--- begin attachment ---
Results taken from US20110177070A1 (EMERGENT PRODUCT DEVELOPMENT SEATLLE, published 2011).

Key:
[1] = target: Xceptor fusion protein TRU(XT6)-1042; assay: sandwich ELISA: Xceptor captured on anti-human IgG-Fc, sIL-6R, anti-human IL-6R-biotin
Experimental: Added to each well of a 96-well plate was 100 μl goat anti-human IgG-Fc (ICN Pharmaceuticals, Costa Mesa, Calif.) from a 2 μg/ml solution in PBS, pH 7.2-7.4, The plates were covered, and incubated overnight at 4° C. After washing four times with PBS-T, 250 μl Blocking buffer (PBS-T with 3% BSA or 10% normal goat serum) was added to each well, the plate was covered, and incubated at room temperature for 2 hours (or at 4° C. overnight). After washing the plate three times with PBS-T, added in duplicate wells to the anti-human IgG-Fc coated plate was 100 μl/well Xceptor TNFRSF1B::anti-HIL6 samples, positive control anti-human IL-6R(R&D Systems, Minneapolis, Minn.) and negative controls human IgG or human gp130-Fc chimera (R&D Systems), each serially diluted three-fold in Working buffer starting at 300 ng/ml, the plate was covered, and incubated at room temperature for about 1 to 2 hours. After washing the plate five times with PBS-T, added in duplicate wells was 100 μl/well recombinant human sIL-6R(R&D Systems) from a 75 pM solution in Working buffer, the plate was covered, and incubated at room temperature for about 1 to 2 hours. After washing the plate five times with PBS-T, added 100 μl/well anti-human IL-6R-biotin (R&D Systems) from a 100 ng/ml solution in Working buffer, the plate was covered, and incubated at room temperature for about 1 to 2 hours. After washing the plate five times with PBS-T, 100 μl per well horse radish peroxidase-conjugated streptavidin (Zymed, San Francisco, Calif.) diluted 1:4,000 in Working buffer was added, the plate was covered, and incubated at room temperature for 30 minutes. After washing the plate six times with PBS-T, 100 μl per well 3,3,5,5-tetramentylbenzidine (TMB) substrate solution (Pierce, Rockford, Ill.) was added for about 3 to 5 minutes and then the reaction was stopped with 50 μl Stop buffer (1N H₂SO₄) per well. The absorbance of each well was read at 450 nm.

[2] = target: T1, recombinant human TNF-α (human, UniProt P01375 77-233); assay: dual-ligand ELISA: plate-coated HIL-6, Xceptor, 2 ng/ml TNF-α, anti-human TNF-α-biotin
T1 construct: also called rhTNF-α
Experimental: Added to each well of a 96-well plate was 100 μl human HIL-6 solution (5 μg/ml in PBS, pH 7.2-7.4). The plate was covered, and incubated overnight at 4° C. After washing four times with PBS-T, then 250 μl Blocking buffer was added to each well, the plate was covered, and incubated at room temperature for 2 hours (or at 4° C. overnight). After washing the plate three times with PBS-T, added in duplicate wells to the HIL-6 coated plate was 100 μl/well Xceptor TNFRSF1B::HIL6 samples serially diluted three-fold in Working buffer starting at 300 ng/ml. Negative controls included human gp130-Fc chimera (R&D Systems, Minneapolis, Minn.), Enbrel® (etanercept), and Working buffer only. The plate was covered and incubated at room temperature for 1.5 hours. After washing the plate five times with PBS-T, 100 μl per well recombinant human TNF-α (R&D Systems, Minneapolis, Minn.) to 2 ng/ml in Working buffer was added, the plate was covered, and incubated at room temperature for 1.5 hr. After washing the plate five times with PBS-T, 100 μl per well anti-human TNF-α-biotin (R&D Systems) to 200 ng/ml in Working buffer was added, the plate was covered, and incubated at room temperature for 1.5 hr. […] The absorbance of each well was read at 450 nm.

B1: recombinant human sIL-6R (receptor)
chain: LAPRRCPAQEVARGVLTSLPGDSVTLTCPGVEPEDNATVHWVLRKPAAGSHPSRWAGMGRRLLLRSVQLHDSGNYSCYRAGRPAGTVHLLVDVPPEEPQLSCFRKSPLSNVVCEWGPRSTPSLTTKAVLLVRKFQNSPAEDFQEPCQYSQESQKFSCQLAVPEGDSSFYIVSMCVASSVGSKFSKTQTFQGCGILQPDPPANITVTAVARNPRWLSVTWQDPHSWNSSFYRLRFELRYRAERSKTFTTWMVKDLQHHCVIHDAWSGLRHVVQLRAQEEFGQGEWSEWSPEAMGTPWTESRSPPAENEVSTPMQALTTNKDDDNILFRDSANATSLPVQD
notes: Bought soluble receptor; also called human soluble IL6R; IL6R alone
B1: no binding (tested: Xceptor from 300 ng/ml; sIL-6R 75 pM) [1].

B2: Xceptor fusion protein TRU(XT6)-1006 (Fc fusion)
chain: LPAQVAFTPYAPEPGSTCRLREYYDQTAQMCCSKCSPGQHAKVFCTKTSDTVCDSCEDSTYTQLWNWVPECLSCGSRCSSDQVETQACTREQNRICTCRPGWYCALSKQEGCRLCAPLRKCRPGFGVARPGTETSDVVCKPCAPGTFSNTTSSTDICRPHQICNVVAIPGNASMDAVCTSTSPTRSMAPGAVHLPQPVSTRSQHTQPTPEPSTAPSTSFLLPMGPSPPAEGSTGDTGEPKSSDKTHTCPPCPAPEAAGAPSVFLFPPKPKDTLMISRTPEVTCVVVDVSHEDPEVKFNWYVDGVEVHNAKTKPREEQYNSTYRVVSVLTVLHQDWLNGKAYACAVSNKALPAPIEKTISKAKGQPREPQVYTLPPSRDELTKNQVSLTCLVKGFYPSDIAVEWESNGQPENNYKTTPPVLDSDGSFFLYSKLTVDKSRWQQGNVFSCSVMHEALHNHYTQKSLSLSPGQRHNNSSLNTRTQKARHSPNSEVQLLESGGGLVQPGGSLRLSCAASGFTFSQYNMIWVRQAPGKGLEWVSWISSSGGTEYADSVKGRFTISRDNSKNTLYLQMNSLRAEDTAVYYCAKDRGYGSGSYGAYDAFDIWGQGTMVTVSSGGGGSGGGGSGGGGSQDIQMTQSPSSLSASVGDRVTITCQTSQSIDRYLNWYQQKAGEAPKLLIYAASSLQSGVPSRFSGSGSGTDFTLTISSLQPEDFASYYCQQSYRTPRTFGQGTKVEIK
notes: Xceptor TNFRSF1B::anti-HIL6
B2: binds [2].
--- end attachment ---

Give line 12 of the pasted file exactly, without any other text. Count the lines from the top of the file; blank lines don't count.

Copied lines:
B2: Xceptor fusion protein TRU(XT6)-1006 (Fc fusion)